Coming as it does amid intense public debate about the alienation of immigrants in America, the release of Mira Nair's The Reluctant Fundamentalist is both timely and slightly eerie.

The movie, based on a well-received novel by Mohsin Hamid, charts the political and spiritual journey of Changez, a driven young Pakistani who arrives in New York determined to succeed, American-style.

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Movie Reviews
12:59 pm
Sat April 27, 2013

'Arthur Newman': A Bored Man's Bland Ambition

Mike (Emily Blunt) and Wallace (Colin Firth) try on new clothes β€” and new identities β€” in the unconvincing comedy Arthur Newman.
Cinedigm Entertainment Group

Originally published on Thu April 25, 2013 4:03 pm

Being a movie actor is glamorous servitude. On the silver screen, the actor's presence is necessarily bigger than life β€” yet it's often yoked to parts that are much smaller.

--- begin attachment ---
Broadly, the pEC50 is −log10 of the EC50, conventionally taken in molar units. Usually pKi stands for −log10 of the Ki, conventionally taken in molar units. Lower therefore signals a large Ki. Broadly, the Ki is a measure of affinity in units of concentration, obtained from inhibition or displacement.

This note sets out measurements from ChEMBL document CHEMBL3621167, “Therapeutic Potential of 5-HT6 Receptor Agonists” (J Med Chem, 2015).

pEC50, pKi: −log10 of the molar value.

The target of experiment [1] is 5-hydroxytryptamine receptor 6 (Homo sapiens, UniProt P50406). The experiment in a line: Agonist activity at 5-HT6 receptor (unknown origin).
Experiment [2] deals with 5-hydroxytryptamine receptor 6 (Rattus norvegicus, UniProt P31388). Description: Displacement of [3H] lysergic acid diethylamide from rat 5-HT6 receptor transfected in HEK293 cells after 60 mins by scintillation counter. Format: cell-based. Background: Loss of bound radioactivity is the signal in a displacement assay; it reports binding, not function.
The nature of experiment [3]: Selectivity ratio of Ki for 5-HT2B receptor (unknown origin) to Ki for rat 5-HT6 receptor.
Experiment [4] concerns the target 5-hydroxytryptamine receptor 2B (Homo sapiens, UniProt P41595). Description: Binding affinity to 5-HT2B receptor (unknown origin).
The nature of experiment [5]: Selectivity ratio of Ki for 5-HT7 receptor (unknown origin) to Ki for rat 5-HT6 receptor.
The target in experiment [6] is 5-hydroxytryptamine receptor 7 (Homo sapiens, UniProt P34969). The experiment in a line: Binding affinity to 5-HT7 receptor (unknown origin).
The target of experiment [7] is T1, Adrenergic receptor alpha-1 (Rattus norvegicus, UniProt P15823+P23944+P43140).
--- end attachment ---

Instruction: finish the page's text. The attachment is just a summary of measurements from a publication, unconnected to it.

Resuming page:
The dreary Arthur Newman inspires such musings not just because it's about role-playing, but also because its two principals are so clearly acting β€” if for no other reason than they're famous Brits playing ordinary Yanks. This is a movie that wants viewers to believe that Colin Firth, best known to filmgoers as King George VI, is a nobody from nowheresville.

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Movie Reviews
12:56 pm
Sat April 27, 2013

'Big Wedding': But The Reception Was A Riot

Alejandro (Ben Barnes) and Missy (Amanda Seyfried) take a break from the chaos swirling around their Big Wedding to appreciate the luck that brought so many big-name celebrities out for their big day.
Barry Wetcher Lionsgate

Originally published on Thu April 25, 2013 4:03 pm

If anything, the title of The Big Wedding feels like an understatement. The wedding that gives the film its climactic setting is outsize, to be sure, but then so is everything about this overstuffed farce.